from the measure-of-misery dept.
Nerval's Lobster writes "A new research paper from the New England Complex Systems Institute, titled "Sentiment in New York City" (PDF), attempts to pull off something that would have been impossible—or at least mind-bogglingly difficult and time-consuming—before the invention of online social networks: figure out the block-by-block happiness level of the biggest metropolis in the United States. In order to generate their 'sentiment map' of New York City, the researchers analyzed data from 603,954 Tweets (collected via Twitter's API) organized by census block. 'This method, combined with geotagging provided by users, enables us to gauge public sentiment on extremely fine-grained spatial and temporal scales,' read the paper's abstract. The study took emoticons and word choice into account when deciding whether particular Tweets were positive or negative in sentiment. According to that flood of geotagged Tweets, people are happiest near New York City's public parks, and unhappiest near transportation hubs. Happiness increased closer to Times Square, the declined around Penn Station, the Port Authority, and the entrance to the Midtown Tunnel. People were in a better mood at night and on weekends, and more negative about the world between the hours of 9 A.M. and 12 P.M. None of this is surprising: who wouldn't be happy amidst the greenery of a public park, or borderline-suicidal while stuck in traffic or waiting for a late train? The correlation between happiness and Times Square is almost certainly due to that neighborhood's massive influx of tourists, all of them Tweeting about their vacation. But as with previous public-sentiment studies, using Twitter as a primary data source also introduces some methodology issues: for example, a flood of happy Tweets from tourists could disguise a more subdued and longstanding misery among a neighborhood's residents, many of whom probably aren't tweeting every thirty seconds about a Broadway show or the quality of Guy Fieri's food."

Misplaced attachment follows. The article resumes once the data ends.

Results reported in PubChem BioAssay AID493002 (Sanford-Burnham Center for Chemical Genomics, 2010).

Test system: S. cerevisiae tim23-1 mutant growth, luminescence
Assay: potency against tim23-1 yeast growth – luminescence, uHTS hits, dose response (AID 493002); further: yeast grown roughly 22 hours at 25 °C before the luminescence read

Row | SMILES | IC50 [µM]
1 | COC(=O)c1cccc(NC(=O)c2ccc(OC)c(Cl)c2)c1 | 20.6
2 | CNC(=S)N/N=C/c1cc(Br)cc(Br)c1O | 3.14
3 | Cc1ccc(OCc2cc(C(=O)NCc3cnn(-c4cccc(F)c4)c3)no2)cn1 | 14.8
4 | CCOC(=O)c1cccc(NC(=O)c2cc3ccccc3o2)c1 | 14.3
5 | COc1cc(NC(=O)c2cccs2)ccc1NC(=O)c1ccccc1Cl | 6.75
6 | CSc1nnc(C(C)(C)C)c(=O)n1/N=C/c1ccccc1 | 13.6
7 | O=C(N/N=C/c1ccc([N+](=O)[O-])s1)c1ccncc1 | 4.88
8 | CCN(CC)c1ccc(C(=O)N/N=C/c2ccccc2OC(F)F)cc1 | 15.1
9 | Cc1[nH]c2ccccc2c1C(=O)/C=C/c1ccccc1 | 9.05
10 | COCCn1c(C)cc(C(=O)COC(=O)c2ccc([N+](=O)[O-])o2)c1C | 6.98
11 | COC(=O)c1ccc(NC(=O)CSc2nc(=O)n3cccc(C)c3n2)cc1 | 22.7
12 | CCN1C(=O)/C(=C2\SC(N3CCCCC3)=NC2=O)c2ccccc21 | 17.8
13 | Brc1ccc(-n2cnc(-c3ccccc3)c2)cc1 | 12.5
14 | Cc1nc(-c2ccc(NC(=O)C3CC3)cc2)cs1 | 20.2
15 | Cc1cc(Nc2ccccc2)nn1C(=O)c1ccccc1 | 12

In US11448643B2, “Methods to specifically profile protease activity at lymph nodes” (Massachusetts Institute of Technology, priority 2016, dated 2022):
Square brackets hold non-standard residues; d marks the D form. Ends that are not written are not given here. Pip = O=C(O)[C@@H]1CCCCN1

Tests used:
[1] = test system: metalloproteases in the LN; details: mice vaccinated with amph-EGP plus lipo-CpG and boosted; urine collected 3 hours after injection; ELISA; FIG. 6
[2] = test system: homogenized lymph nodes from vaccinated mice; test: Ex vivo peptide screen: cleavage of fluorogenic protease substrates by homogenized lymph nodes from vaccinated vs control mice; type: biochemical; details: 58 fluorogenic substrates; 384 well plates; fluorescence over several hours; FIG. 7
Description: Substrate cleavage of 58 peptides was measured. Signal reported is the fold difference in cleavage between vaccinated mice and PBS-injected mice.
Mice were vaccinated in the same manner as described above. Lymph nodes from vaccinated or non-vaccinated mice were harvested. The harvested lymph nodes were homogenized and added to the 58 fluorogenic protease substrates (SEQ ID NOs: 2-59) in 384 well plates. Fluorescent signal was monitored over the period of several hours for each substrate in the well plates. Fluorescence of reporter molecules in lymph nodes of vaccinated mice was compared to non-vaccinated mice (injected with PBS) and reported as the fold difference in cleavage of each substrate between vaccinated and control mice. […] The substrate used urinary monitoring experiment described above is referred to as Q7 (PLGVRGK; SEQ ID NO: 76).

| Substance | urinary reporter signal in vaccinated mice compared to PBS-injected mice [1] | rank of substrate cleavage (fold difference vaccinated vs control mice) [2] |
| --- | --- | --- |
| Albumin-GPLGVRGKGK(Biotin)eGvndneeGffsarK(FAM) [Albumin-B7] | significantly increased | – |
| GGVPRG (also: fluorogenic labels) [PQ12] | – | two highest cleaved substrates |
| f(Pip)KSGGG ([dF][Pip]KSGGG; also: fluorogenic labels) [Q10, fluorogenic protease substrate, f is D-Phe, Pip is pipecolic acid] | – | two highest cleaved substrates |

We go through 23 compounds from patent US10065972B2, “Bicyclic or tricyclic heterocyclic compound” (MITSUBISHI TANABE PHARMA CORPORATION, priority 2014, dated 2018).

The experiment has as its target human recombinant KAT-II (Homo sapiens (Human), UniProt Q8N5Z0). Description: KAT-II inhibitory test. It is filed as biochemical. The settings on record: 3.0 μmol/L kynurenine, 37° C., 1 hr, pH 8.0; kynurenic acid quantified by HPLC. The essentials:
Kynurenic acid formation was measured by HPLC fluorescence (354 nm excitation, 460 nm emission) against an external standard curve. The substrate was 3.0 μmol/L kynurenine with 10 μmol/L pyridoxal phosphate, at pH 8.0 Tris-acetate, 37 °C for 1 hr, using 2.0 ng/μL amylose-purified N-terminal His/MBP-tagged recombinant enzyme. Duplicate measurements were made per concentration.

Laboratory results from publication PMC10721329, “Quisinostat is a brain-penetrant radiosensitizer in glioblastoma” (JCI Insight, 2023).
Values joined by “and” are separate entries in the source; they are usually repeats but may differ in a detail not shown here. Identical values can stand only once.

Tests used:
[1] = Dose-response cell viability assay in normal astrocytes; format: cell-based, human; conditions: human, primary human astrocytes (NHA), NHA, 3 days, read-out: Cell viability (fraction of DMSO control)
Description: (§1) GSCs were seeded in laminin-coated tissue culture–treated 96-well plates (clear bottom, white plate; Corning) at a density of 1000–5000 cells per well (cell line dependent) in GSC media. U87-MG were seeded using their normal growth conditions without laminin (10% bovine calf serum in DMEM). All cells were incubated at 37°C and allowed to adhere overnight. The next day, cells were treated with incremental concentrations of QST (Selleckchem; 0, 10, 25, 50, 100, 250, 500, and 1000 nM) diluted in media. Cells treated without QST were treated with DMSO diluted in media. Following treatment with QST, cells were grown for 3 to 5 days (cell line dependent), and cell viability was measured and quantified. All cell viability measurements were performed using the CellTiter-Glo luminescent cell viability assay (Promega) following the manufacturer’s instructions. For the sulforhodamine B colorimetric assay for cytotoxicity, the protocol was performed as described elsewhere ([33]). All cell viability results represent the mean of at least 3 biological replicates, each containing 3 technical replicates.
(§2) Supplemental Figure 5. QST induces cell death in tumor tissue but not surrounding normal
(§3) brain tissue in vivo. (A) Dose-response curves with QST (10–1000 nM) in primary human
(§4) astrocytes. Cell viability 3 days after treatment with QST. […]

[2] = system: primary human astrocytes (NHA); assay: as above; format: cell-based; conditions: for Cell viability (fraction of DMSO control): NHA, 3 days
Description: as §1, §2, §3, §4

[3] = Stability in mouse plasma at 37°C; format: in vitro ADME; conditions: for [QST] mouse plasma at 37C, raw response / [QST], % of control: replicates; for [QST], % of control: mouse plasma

Some programming languages manage to absorb change, but withstand progress.
-- Epigrams in Programming, ACM SIGPLAN Sept. 1982